ICO Arrives In The Middle East But VC Funding Still Dominates

ICO Arrives In The Middle East But VC Funding Still Dominates

2017 was the year initial coin offerings (ICOs) became mainstream. The fundraising method has raised in popularity and is now being used by an increasing number of startups in blockchain and cryptocurrency space looking for capital. In 2017 alone, startups raised more than US$3.5 billion was raised through token sales.

While the ICO phenomenon has taken off in most parts of the world, startups in the Middle East still mostly rely on traditional venture capital funding.

ArabianchainUAE-based Arabianchain raised US$817,000 last year from Ahmad Abdullah Bugshan, a board member of Arabian Bugshan and the vice president of the House of Invention International.

Arabianchain Technology has built the first public, decentralized and consensus-driven blockchain in the Middle East and North Africa (MENA) region. Arabianchain allows for self-executing and globally accessible smart contracts and decentralized applications to be developed, and for digital tokens to be transacted, tracked and safeguarded over a network of devices.

Earlier this month, Arabianchain launched Palmex, the first cryptocurrency exchange platform in MENA.

Another startup named BitOasis raised its first round of funding in May 2016. Led by Wamda Capital, the round included Barry Silbert’s Digital Currency Group (DCG), Samih Toukan, the serial tech entrepreneur chairman of Jabbar Group, as well as Payfort and other tech angel investors based in New York and Dubai.

Based in the UAE, BitOasis provides a bitcoin wallet and exchange platform.

Some startups, however, have opted for ICOs. Islamic financial services and technology company OneGram launched its token sale last year in partnership with GoldGuard, a gold trading platform licensed by the Dubai Airport Free Zone.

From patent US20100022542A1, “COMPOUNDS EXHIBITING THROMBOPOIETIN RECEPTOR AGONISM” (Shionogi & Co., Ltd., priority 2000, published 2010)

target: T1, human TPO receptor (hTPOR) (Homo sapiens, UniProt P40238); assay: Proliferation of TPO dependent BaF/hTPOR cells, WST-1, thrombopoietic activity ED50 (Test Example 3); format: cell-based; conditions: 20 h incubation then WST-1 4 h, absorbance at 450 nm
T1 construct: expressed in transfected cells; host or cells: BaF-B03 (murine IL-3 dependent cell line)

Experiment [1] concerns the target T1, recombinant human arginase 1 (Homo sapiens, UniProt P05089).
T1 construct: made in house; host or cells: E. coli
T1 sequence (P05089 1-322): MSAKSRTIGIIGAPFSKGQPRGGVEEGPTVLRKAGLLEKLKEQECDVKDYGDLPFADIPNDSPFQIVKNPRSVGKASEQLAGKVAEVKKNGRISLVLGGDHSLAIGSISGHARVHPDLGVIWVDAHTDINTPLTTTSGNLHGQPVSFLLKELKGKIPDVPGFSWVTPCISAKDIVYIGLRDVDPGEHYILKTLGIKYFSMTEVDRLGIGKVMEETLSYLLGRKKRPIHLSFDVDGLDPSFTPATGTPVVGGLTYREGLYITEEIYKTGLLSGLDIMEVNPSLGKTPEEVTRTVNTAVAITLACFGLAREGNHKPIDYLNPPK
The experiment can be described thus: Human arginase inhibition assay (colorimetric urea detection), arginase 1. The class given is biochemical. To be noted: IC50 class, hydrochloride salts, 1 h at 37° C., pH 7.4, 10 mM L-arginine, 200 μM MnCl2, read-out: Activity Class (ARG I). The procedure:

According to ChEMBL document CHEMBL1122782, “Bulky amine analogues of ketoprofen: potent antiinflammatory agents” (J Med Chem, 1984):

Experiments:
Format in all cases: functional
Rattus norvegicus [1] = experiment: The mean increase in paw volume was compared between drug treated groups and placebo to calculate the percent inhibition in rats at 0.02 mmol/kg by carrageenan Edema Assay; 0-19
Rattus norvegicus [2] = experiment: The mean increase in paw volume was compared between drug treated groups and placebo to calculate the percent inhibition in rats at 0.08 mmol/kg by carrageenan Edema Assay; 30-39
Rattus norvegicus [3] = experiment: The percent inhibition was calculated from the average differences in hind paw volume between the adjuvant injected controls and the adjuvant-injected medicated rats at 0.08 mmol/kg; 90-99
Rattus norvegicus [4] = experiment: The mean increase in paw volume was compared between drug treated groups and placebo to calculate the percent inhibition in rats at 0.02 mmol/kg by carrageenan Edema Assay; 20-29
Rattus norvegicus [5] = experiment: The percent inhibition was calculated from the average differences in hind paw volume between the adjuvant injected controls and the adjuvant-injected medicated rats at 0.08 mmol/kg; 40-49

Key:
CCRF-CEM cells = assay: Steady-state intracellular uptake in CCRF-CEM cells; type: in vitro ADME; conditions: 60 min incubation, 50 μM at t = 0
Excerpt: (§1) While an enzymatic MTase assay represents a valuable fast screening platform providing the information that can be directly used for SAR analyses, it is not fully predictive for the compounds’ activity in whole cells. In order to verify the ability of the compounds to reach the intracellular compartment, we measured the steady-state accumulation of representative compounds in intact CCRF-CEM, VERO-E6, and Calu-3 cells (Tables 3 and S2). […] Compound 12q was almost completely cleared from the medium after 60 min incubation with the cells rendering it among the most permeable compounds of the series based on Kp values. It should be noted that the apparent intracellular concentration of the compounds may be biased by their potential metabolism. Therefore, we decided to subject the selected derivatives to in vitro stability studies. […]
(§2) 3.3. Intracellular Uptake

The Dubai-based startup uses blockchain technology to create a new kind of cryptocurrency, where each coin is backed by one gram of gold at launch. It claims to offer the world’s first sharia compliant cryptocurrency.

OneGram aims to raise more than US$500 million in capital.


Blockchain startup Connectjob is currently running a coin pre-sale until November 2018. The company has already raised over US$5 million and through Centurion it is offering Middle East customers a 25% discount on tokens that can be used on its network.

Connectjob itself is not based in the Middle East but has signed a partnership with Dubai-based investment form Centurion to launch services in the UAE and conduct a token sale.

Connectjob is developing a platform based on the Ethereum blockchain that connects freelance day-to-day job seekers to users requesting services via an Uber-styled geolocation service.


ICO regulation in the Middle East

But the ICO craze has also shrugged off concerns, citing worries about security, regulation, volatility and a speculative bubble.

In the Middle East, regulators in countries such as Israel and the UAE have shared their views on ICOs.


Shmuel Hauser, Chairman of the Israel Securities Authority (ISA), Wikipedia

In December 2017, the chairman of Israel Securities Authority (ISA), Shmuel Hauser showed a rather positive attitude towards ICO as a promising crowdfunding mechanism.

He said that the practice should receive a welcoming legal and regulatory response to give Israel a chance to develop into an international ICO hub and become an international financial center.

“We’ll have to consider extending supervision to currency securities and defining an appropriate regulatory framework different from the one we know for securities offerings,” Hauser said.

Earlier this month, the Israel Tax Authority published a draft circular outlining possible approaches to taxing ICOs. The draft detailed classifications for companies launching campaigns and differentiates ICOs into two types: service transactions and sales transactions. The authority is looking for public input on the provisions outlined.

The UAE on the other hand has taken a more cautious approach, with the Dubai Financial Services Authority issuing a warning on ICOs risks in September 2017.

Meanwhile, the regulator in the Emirate of Abu Dhabi, the Financial Services Regulatory Authority (FSDA), is planning to strictly regulate cryptocurrencies and ICOs. According to Abu Dhabi regulators, digital currencies are “commodities” and the majority of ICOs will be regulated as “specified investments.”


Featured image: Persian Gulf, wsfurlan, iStock.